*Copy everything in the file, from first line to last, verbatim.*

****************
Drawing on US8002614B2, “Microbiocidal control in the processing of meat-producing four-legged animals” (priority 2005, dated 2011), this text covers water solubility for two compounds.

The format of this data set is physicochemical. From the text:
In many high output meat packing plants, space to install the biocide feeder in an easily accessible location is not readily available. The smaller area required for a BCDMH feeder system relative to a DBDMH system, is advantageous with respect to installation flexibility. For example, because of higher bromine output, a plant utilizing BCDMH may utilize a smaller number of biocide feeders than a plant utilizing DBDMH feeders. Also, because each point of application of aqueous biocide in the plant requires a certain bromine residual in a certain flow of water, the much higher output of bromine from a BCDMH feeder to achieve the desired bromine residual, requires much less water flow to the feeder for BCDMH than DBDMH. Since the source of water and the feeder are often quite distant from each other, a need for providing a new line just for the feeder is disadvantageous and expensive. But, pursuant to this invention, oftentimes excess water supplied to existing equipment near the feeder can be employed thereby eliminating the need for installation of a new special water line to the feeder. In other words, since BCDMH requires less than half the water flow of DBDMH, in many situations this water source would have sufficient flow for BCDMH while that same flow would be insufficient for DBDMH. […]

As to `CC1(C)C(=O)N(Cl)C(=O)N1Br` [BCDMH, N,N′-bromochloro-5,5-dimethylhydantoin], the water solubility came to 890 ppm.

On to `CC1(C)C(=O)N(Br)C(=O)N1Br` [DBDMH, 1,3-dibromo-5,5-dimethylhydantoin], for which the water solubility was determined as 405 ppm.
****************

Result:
Drawing on US8002614B2, “Microbiocidal control in the processing of meat-producing four-legged animals” (priority 2005, dated 2011), this text covers water solubility for two compounds.

The format of this data set is physicochemical. From the text:
In many high output meat packing plants, space to install the biocide feeder in an easily accessible location is not readily available. The smaller area required for a BCDMH feeder system relative to a DBDMH system, is advantageous with respect to installation flexibility. For example, because of higher bromine output, a plant utilizing BCDMH may utilize a smaller number of biocide feeders than a plant utilizing DBDMH feeders. Also, because each point of application of aqueous biocide in the plant requires a certain bromine residual in a certain flow of water, the much higher output of bromine from a BCDMH feeder to achieve the desired bromine residual, requires much less water flow to the feeder for BCDMH than DBDMH. Since the source of water and the feeder are often quite distant from each other, a need for providing a new line just for the feeder is disadvantageous and expensive. But, pursuant to this invention, oftentimes excess water supplied to existing equipment near the feeder can be employed thereby eliminating the need for installation of a new special water line to the feeder. In other words, since BCDMH requires less than half the water flow of DBDMH, in many situations this water source would have sufficient flow for BCDMH while that same flow would be insufficient for DBDMH. […]

As to `CC1(C)C(=O)N(Cl)C(=O)N1Br` [BCDMH, N,N′-bromochloro-5,5-dimethylhydantoin], the water solubility came to 890 ppm.

On to `CC1(C)C(=O)N(Br)C(=O)N1Br` [DBDMH, 1,3-dibromo-5,5-dimethylhydantoin], for which the water solubility was determined as 405 ppm.